August is Trope Month here at LoveRomanceReads. We're exploring and celebrating the beloved tropes of romance for 31 days. There'll be reviews of tropes, reviews of books, a giveaway and a very important poll to determine the Royal Trope! Authors may stop by to talk about tropes and we'll give you a list of books for each trope so you can explore those stories.
But, to begin, what the heck is a trope???
Romance is all about tropes - familiar plot set-ups that give a structure to the story. The trope sets up an expectation of how the book will start and how it will end, with maybe a few expected beats along the way.
Some example tropes are Friends to Lovers, Forced Proximity, and Mistaken Identity.
In a 'Friends to Lovers' trope, the reader knows the main characters start out as friends, sometimes best friends and sometimes just casual friends, and end up with their HEA (Happily Ever After) as lovers.
'Forced Proximity' is exactly what it sounds like - the protagonists are forced into a situation where they're stuck with one another in the same location. These can run the gamut from comedies to thrillers, the characters figuring out how to work together because they have no other choice.
Finally, 'Mistaken Identity' is all about one main character lying to the other about their identity. Sometimes the lie is deliberate, sometimes it begins as an honest mistake but then spirals out of control. Again, in the end, the characters overcome the lie and have their HEA.
Even though tropes provide a expected road map of how a romance novel may begin and end, it's the pages in between where the story happens. Each author creates their own world. Their characters have their own journey to take to find their HEA and each journey is different.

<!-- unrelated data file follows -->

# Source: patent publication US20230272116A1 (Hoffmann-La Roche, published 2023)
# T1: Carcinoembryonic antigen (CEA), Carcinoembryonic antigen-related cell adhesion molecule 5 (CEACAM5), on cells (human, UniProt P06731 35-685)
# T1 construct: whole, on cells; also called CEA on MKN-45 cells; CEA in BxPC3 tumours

It's the familiarity of the trope that hooks the reader to begin with, but it's the uniqueness of the story that keeps the audience entertained.
You can read ten Friends to Lovers stories and they'll all be different.
Tropes remind me of ice cream. :-) Chocolate Chip Cookie Dough is made with vanilla ice cream. So is Caramel Fudge. An almost endless variety of toppings can be mixed in with vanilla (or chocolate) and each concoction will have a different flavor. For that matter, you can make ndless flavors of ice cream with the same ingredients, adding just one or two variables to make it different than the previous batch.
It's the same with tropes - the base may be common, but the added elements are what make the story unique and wonderful.
I hope you enjoy this upcoming month and all that we have planned for you!
Trope Poll: Please Vote!